Types of Bandages
Whether you’ve cut yourself while chopping vegetables, scraped your skin against a wall or fallen on your hands, a bandage can take care of these minor injuries and help them heal better.
Scrapes: It is very easy to scrape yourself by falling on your knees, hands or elbows on a rough surface. Usually these scrapes occur on the top layers of skin, so they are not as painful.
In any case, cover the cut or scrape with a dressing. This will protect the injured area from friction, bacteria and contamination by absorbing the wound’s own fluids, creating the ideal conditions for it to heal uninterrupted.
Don’t pull off the peels. Immediately after you have cut or scraped your body, the wound begins to heal. The white blood cells begin to attack the bacteria that cause infections. In turn, red blood cells, fibrins and platelets create a clot around the wound, and in a very short time, a casque forms.
Types of bandages and their sizes
The benefits of kinesiotaping make the recovery is earlier, something that gained enormous interest in sports disciplines, making recovery times were much lower and later extended to general physiotherapy.
With the neuromuscular bandage you can get back to normal life sooner, either to return to training or to do that sport you like so much, as well as accelerate the recovery time in patients with different types of ailments.
This space produced by the kinesiotaping tape makes both toxins and inflammatory mediators produced by the injury through kinesiotaping, circulate and end up draining more optimally.
Physiotherapists have become, therefore, an essential part of the medical team of sports clubs, as well as sports management, who plan pre-seasons and training loads based on the guidelines of the medical team. They also dedicate part of their work to relaxation and prevention tasks.
Bandaging in eight
There was evidence from eight RCTs (not pooled) that healing outcomes (including time to healing) are better when patients receive compression compared to no compression.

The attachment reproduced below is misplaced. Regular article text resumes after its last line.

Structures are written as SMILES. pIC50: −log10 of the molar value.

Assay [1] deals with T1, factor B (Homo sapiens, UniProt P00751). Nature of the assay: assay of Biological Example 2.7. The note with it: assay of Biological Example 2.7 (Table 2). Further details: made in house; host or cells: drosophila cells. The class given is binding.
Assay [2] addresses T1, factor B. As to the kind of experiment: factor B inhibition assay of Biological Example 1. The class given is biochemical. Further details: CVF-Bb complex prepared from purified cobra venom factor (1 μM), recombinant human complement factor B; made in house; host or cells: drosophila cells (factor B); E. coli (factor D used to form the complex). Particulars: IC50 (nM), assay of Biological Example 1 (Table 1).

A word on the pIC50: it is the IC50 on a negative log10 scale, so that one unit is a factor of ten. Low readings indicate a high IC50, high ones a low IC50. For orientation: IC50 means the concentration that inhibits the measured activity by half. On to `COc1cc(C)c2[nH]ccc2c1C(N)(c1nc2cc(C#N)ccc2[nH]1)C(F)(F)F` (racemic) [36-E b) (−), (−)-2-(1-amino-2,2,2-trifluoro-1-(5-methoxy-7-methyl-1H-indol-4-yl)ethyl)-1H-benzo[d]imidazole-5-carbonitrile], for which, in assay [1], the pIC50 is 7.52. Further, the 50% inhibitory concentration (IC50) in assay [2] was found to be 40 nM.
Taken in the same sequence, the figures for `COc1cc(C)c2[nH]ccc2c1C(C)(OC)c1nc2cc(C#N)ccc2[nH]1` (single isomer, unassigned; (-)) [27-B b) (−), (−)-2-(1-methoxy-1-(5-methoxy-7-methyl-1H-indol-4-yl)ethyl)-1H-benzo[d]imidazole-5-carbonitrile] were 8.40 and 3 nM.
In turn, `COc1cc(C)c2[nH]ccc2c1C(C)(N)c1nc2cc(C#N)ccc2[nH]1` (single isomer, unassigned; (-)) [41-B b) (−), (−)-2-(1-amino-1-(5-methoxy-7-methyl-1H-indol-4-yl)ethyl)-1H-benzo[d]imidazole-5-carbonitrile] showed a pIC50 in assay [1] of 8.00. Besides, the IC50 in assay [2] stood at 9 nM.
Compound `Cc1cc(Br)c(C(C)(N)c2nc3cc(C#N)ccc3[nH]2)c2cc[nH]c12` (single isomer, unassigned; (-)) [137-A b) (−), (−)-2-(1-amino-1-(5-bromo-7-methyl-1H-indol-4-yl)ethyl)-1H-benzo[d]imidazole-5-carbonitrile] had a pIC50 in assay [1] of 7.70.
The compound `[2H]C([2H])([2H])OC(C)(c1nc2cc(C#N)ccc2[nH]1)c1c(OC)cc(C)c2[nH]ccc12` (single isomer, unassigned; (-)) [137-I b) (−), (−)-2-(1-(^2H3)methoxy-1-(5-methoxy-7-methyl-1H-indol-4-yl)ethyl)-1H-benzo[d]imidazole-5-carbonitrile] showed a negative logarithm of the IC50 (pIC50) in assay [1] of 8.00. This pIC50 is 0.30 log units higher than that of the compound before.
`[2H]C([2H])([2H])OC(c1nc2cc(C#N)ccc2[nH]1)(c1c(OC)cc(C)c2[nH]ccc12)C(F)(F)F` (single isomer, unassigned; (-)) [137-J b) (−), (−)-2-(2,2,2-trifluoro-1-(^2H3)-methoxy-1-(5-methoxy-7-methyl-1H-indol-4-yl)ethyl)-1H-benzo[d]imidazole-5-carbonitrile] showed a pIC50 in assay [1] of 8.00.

A meta-analysis of individual patient data from five RCTs suggested significantly faster healing with the four-layer bandage (4LB) than with the short stretch bandage (SCV): median days to healing was estimated at 90 and 99 respectively; hazard ratio 1.31 (95% CI 1.09 to 1.58).
The functional bandaging technique is used for muscle, ligament or tendon injuries. It is called partial immobility technique, since it selectively limits the movement where the injury is located or in some cases to where the injury worsens.
With this type of bandages, complete immobilizations are avoided, which cause the complete mobility of the musculature to be lost, losing muscle mass, etc. For this reason, complete immobilizations are performed in the case of serious injuries, when it is necessary to recover tissues or broken bones.
There are several types of materials that can be used for functional bandages: elastic adhesive bandages (tensoplast), non-adhesive, cohesive, inelastic adhesive bandages (tape), pre-tape (to protect the skin from adhesive bandages), lubricant, hypoallergenic adhesive spray, scissors, foam rubber (to protect bone edges, tendons, etc).
This type of bandages should always be treated by professionals such as the physiotherapists of the SBS center. It is important to always use good material (bandages, skin protectors, etc.), to exert precise pressure and to avoid folds in the bandage.